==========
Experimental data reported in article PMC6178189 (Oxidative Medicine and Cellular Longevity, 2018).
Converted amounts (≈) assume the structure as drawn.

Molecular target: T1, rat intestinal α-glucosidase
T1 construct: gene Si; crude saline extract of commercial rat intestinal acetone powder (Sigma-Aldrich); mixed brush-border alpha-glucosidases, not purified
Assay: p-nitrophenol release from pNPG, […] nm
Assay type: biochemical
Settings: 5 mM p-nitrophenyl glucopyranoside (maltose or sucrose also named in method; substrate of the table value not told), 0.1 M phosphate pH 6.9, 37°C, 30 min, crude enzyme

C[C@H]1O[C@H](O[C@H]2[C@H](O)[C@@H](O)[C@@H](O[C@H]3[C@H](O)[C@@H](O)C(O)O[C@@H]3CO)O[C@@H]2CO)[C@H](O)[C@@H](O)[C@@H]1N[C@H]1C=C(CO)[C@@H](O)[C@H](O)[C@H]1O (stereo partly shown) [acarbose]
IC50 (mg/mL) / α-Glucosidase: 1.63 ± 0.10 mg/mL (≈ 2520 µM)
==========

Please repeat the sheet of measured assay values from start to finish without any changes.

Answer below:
Experimental data reported in article PMC6178189 (Oxidative Medicine and Cellular Longevity, 2018).
Converted amounts (≈) assume the structure as drawn.

Molecular target: T1, rat intestinal α-glucosidase
T1 construct: gene Si; crude saline extract of commercial rat intestinal acetone powder (Sigma-Aldrich); mixed brush-border alpha-glucosidases, not purified
Assay: p-nitrophenol release from pNPG, […] nm
Assay type: biochemical
Settings: 5 mM p-nitrophenyl glucopyranoside (maltose or sucrose also named in method; substrate of the table value not told), 0.1 M phosphate pH 6.9, 37°C, 30 min, crude enzyme

C[C@H]1O[C@H](O[C@H]2[C@H](O)[C@@H](O)[C@@H](O[C@H]3[C@H](O)[C@@H](O)C(O)O[C@@H]3CO)O[C@@H]2CO)[C@H](O)[C@@H](O)[C@@H]1N[C@H]1C=C(CO)[C@@H](O)[C@H](O)[C@H]1O (stereo partly shown) [acarbose]
IC50 (mg/mL) / α-Glucosidase: 1.63 ± 0.10 mg/mL (≈ 2520 µM)